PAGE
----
Lamb trains her nervous system in her practices too. If she’s struggling on a tough boulder problem, she breaks the moves into pieces and trains each movement individually. In some cases, she even trains holding the position on the wall itself. 

“There are certain times where I just hold positions,” said Lamb. “So if there is a move where I’m going left hand up and it’s like a big move, then I’ll start with my left hand up and my right hand down. I’ll just hold that position and try to build up a specific muscle activation.”

Image: Katie Lamb climbing The Penrose Step (V14) in Leavenworth, WA. Credit: Keenan Takahashi.

If that’s too difficult, she will have someone put a hand on her back and help push her through the move. This takes some of the weight off as she gets the nervous system training squared away. Sometimes this can result in achieving moves that “felt impossible” just a week ago.

Climbing Tip

Break the problem into pieces. Try to master the individual moves before putting all the pieces into one climb. If needed, ask someone to place a hand on your back to take the weight off as you get used to the new movement.

Antagonist Muscles: How Coordination Affects Functional Strength 

When you train your muscles, for example by lifting weights or climbing, not only are you training your nervous system to excite muscles completely, but you are learning to not excite antagonistic muscles – those that oppose the muscle you’re trying to excite. When you are new to a task, you are not necessarily well coordinated. You may excite muscles that help you, but you may also excite muscles that are antagonistic, or unhelpful, to that movement. 

In the case of poor coordination, the muscles may be producing high forces but working against one another, which may reduce the force generated at the contact with a bolder or apparatus. The net result is reduced functional strength.

“When you practice a task, your nervous system is getting organized to excite a set of muscles in an optimal pattern to execute that task and pruning away activity in antagonistic muscles,” said Dr. Delp. “People often think about training as only building big muscles, but training also teaches your nervous system. And while some people call it muscle memory, it’s really memory in your nervous system about how to coordinate a set of muscle activities well.”

What About Rest and Recovery?

Other factors such as fatigue can impact our muscle strength. When we are fatigued, our nervous system may not be able to activate as many neurons that excite muscle, leading to decreased muscle force. 

Lamb trains for two days in a row, takes a rest day, and repeats. Only one of those two days is intense climbing. Her second day is lifting and some low-intensity climbing. She also works muscles like pectorals (chest muscles) and triceps, which she doesn’t engage as frequently during her climbing sessions. Other exercises she performs include bicep curls, weighted pull-ups, finger-specific training, and movements that work her big muscle groups. On the third day she rests.

For recovery, Lamb makes sure to include days off from climbing in her routine to avoid overuse injuries. “What she is doing is allowing time for a regenerative response to avoid injury and allow for the genesis of new sarcomeres,” said Dr. Delp.

Did You Know?

Contrary to popular belief, there is no muscle tissue within the fingers except for the adductor pollicis and abductor pollicis longus located at the base of the thumb. The palm of the hand, however, contains over 30 muscles (such as the lumbracles), most of which originate from muscles in the forearm. When climbers are doing finger-strength exercises like hangboarding, they are actually targeting muscles and tendons in their forearm.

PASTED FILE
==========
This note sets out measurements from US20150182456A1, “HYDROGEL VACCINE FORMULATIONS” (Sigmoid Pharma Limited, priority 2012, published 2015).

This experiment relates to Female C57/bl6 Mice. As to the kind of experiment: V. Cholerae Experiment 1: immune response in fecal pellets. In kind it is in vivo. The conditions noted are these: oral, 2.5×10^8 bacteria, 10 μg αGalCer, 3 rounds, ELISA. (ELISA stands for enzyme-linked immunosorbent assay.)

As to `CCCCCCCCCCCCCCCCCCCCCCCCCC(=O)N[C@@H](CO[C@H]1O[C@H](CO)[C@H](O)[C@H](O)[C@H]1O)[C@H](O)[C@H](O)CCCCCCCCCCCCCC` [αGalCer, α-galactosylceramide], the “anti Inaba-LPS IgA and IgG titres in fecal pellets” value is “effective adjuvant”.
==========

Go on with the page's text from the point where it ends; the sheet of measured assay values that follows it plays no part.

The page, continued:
Anatomical drawing detailing superficial muscles of back of the forearm, from Gray’s Anatomy of the Human Body, 1918. Image credit: Bartleby/Wikimedia Commons

Incredibly, our muscles can generate large forces in fractions of a second – even in everyday scenarios without adrenaline pumping through our blood. For example, if you could somehow hook your calf muscles to the back of a small car and excite the muscles, they would generate enough force to pick up the back of the car.6

“It’s stunning,” said Dr. Delp, “and it’s happening because there are literally trillions of little molecular motors that turn the energy from food into mechanical work of muscle.”

Flash Q&A with Katie Lamb

Favorite place to boulder?

Yosemite. Often on tall, aesthetic boulders. 

What does strength mean to you?

My metric is if I can do the climbs that I want to do and stay injury free; to have my body respond the way I want it to perform.

Ape Index (height to wingspan ratio)?

Even 0”

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  1. Katie Lamb: One of Americas Strongest Boulderers – Climbing. Accessed October 3, 2023.
  2. Siddique, U., Rahman, S., Frazer, A.K. et al. Determining the sites of neural adaptations to resistance rraining: a systematic review and meta-analysis. Sports Med 50, 1107–1128 (2020).
  3. Škarabot, J., Brownstein, C.G., Casolo, A. et al. The knowns and unknowns of neural adaptations to resistance training. Eur J Appl Physiol 121, 675–685 (2021).
  4. Del Vecchio, A., Casolo, A., Negro, F., et al. The increase in muscle force after 4 weeks of strength training is mediated by adaptations in motor unit recruitment and rate coding. J Physiol 597(7), 1873–1887 (2019).

How can we be sure that there are neural adaptations in early resistance training?

The study by Del Vecchio and colleagues adds to the evidence of neural adaptations in early training, but is limited by its population size (28 young men) and lack of female participants.

However, there is considerable other evidence consistent with the idea that early increases in force production following resistance training are underpinned by neural adaptations. A 2021 review published in the European Journal of Applied Physiology highlights the diverse experiments lending credence to the idea.

  1. Folland, J.P., Williams, A.G. Morphological and neurological contributions to increased strength. Sports Med 37, 145–168 (2007).
  2. Uchida, T.K., Delp, S.L. Biomechanics of movement: the science of sports, robotics, and rehabilitation. United Kingdom: MIT Press, 2021.